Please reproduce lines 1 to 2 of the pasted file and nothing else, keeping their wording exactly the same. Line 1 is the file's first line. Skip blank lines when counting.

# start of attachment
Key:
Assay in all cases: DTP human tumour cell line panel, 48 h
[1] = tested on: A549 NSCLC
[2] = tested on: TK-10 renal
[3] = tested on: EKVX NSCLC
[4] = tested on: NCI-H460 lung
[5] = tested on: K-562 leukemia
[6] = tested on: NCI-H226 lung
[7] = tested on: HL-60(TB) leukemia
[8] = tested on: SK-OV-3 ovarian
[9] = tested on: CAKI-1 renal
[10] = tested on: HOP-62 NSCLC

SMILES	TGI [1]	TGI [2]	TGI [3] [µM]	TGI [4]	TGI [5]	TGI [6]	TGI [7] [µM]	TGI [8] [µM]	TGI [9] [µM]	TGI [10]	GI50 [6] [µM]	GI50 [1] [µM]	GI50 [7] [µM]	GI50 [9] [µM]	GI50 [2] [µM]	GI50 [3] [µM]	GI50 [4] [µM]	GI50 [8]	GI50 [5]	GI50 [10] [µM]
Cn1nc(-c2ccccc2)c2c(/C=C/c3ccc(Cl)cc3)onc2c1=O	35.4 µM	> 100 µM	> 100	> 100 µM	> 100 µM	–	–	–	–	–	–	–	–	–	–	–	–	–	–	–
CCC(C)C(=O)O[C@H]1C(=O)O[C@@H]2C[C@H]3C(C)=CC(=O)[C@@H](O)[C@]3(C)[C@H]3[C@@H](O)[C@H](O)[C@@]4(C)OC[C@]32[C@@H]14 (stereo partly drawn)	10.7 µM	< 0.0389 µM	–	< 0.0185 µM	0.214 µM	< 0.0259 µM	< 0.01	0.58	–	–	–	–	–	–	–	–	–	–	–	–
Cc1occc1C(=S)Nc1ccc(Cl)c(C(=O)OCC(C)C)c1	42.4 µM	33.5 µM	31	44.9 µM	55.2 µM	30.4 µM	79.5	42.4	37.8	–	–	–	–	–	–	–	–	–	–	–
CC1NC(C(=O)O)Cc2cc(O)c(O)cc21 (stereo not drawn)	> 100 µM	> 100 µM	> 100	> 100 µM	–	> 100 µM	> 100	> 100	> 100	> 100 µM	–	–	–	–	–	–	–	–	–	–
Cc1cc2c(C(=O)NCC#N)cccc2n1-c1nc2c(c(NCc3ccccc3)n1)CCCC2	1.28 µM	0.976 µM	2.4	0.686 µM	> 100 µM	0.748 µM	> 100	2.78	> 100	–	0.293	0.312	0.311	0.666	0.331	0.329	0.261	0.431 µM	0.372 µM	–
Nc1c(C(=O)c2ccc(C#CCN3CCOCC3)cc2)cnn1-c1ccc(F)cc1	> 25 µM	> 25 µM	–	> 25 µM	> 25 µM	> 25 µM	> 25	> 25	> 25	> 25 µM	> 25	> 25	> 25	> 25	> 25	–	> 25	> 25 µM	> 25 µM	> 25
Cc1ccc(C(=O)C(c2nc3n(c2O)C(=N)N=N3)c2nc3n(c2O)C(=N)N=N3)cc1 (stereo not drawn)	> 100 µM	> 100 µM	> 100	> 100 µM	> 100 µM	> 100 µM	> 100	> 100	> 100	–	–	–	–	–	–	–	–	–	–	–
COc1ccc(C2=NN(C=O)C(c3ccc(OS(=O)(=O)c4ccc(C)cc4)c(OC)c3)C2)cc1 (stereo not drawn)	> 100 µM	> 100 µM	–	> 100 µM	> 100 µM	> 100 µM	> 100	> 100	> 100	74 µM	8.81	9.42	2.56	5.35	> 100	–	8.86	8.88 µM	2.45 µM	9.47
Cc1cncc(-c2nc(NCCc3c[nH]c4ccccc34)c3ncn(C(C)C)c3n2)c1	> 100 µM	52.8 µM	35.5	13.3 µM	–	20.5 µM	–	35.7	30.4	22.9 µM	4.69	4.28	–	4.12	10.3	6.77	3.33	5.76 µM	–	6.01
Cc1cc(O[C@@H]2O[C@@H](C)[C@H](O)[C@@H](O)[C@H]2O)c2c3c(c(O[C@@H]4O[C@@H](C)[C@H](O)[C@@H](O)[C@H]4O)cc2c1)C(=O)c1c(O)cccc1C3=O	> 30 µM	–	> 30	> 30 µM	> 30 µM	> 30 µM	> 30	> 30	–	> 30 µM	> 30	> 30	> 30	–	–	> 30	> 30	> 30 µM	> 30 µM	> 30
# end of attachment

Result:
Key:
Assay in all cases: DTP human tumour cell line panel, 48 h